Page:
Dr Illan rua Wall

ISRF Early Career Fellow 2016-17

Dr Illan rua Wall

ISRF Early Career Fellow 2016-17

Illan rua Wall ISRF

Illan rua Wall is an Associate Professor at the Warwick Law School. He holds a BCL from University College Cork, an LLM from the National University of Ireland, Galway and a PhD from Birkbeck College, University of London. He has published on critical legal theory, theories of constituent power, the Arab Spring, protest and transitional justice in Colombia, theories of human rights and revolt, and new Andean constitutional apparatuses. He is the co-founder of the blog criticallegalthinking.com.

His ISRF project works on the relation between law and disorder. Legal concepts are usually framed as being a part of the everyday social order. However, in moments of disorder we find the legal system stripped of its conventional architecture: the monopoly of the use of force, the control of territory and populations, the authority of the legislature, the constitutional unity of the people, or law’s claim to neutral universal protection. In moments of disorder, law as an institution and a basis of the social order is questioned. The problem with extant ideas of the law of disorder is that they start from law’s ‘normalcy’. The ‘Law of Disorder’ reverses the priority wherein law is the horizon of meaning for understanding disorder. Instead it places the emphasis on thinking from within the ‘disordered’ event, attempting to see beyond the conventional legal understanding of constitutional ‘origins’, criminal prosecution and balancing of rights.

The Law of Disorder

This project will pioneer the new field of the law of disorder. Legal concepts are usually framed as being a part of the everyday social order. However, in moments of disorder we find the legal system stripped of its conventional architecture: the monopoly of the use of force, the control of territory and populations, the authority of the legislature, the constitutional unity of the people, or law’s claim to neutral universal protection. In moments of disorder, law as an institution and a basis of the social order is questioned. The problem with extant ideas of the law of disorder is that they start from law’s ‘normalcy’. The ‘Law of Disorder’ reverses the priority wherein law is the horizon of meaning for understanding disorder. Instead it places the emphasis on thinking from within the ‘disordered’ event, attempting to see beyond the conventional legal understanding of constitutional ‘origins’, criminal prosecution and balancing of rights.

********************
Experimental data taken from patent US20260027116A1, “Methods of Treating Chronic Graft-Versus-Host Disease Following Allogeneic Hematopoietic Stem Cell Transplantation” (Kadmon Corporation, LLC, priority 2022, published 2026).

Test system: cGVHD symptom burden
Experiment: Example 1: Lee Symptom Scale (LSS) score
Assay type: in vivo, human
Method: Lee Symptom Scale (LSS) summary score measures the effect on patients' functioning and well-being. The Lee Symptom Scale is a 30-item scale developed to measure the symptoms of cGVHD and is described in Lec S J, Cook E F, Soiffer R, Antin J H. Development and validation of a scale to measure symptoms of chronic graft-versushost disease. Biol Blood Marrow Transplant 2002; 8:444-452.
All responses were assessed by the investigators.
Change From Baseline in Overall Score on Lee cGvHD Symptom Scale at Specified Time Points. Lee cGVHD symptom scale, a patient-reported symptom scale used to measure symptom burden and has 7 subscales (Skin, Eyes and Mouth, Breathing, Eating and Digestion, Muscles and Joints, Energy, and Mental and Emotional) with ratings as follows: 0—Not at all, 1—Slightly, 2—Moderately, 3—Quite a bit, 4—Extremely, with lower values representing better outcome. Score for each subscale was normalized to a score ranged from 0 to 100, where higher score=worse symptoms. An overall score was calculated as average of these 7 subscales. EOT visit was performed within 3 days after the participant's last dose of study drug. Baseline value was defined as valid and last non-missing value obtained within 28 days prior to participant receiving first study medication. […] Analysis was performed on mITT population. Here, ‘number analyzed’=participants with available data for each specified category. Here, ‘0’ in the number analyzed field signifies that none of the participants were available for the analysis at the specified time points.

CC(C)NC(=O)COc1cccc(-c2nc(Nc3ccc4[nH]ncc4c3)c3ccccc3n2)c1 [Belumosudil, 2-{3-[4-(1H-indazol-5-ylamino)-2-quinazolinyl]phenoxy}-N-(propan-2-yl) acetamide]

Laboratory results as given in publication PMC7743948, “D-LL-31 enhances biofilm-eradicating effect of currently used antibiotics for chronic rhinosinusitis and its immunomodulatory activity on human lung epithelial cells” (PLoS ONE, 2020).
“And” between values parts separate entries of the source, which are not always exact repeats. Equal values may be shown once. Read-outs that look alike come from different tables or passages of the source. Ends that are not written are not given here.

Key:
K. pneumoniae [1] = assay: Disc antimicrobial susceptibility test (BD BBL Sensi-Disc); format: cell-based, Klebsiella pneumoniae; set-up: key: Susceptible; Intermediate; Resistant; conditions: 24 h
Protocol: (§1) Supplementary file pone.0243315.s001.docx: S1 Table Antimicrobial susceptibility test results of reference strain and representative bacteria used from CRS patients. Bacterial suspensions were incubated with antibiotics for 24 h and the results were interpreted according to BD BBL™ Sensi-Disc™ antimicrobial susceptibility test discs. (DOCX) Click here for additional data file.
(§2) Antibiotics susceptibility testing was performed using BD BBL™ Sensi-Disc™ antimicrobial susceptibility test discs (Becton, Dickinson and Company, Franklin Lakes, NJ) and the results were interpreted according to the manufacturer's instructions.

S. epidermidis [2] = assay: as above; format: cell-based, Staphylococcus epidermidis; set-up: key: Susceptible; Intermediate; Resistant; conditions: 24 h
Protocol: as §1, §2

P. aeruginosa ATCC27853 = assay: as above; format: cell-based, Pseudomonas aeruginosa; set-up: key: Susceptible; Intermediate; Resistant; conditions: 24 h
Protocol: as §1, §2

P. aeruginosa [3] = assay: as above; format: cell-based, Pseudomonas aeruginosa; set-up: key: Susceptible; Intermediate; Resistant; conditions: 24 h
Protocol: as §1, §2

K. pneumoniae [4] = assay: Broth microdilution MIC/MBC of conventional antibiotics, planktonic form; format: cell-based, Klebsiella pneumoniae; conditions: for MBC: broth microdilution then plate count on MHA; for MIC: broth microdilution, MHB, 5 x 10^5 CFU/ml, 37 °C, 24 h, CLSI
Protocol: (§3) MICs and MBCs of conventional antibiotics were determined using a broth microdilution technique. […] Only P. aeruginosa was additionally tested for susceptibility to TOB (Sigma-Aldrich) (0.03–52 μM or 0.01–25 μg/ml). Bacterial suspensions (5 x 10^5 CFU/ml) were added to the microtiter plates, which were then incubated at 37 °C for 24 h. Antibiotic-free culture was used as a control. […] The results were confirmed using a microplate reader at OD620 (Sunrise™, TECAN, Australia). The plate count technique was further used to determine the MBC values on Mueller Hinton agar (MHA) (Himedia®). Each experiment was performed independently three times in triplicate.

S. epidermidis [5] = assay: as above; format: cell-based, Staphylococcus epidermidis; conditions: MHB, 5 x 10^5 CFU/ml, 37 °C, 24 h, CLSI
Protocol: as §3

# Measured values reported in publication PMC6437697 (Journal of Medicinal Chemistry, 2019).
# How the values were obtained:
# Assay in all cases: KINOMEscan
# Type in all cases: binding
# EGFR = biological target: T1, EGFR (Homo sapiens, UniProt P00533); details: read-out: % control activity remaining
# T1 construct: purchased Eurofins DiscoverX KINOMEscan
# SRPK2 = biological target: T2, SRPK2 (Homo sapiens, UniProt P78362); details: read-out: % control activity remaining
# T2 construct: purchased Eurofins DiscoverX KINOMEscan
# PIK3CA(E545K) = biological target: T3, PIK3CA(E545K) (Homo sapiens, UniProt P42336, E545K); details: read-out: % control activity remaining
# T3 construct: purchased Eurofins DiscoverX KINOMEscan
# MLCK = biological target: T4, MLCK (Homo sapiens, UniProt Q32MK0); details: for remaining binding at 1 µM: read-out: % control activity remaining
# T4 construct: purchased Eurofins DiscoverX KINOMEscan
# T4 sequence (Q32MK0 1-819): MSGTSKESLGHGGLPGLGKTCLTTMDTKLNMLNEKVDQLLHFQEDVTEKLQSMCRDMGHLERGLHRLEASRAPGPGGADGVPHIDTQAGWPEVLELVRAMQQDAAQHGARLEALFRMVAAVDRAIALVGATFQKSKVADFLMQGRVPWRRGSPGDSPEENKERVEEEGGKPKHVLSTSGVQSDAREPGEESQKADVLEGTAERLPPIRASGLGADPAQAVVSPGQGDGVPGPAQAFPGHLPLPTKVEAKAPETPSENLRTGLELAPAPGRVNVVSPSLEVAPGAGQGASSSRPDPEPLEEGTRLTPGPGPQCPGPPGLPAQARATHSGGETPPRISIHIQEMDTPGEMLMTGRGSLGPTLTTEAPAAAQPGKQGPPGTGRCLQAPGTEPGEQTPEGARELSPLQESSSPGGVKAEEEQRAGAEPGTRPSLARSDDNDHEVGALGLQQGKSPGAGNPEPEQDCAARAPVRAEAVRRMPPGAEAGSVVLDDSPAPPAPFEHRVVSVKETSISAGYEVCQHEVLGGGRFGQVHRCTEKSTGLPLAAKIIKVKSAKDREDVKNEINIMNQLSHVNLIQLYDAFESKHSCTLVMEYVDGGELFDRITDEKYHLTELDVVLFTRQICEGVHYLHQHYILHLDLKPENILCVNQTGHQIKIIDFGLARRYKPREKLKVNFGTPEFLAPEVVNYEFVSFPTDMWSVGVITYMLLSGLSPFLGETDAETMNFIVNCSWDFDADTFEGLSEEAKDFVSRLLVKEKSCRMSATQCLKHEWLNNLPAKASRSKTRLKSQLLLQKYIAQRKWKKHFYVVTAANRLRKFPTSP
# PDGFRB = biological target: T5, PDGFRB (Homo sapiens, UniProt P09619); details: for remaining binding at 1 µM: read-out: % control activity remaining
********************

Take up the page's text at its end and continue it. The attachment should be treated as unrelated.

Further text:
During the one-year ISRF fellowship, rather than beginning with war, the state of exception or transitional justice (all points of interest for ‘the Law of Disorder’), the project will focus on the question of protest crowds. These reveal essential questions about law and social order. The project will analyse how the protest crowd generates an atmosphere in the space it occupies. From the square or park, sometimes this atmosphere begins to seep outwards, gradually settling upon the city or even the state (as a sense of crisis). Take for example the atmosphere of Madrid or Athens at the height of the Indignados occupations of 2011/2. In this new atmosphere, there is a revision of the type of political settlement that is realistic and possible, evidenced in Greece by the emergence and success of Syriza, the anti-austerity party which grew from the sustained pressure of the protest crowds.

Research Outcomes

  • rua Wall, I. (Ed.) (2019) Catastrophe [Special issue]. Law and Critique, 30(3).
  • rua Wall, I. (2018) ‘This agitated veil : a spatial justice of the crowd’ in C. Butler and E. Mussawir (eds), Spaces of Justice : Positions, Passages, Appropriations. Wildy & Sons.
  • rua Wall, I. (2018) Turbulent legality: Sovereignty, security and the police. In Routledge Handbook of Law and Theory (pp. 223-241). Routledge.
  • rua Wall, I. (2016) The law of crowds. Legal Studies36(3), 395-414.

Contacting Fellows

If you would like to contact any of our Fellows to discuss their ISRF-funded work, please contact Dr Lars Cornelissen (Academic Editor) in the first instance, at lars.cornelissen@isrf.org.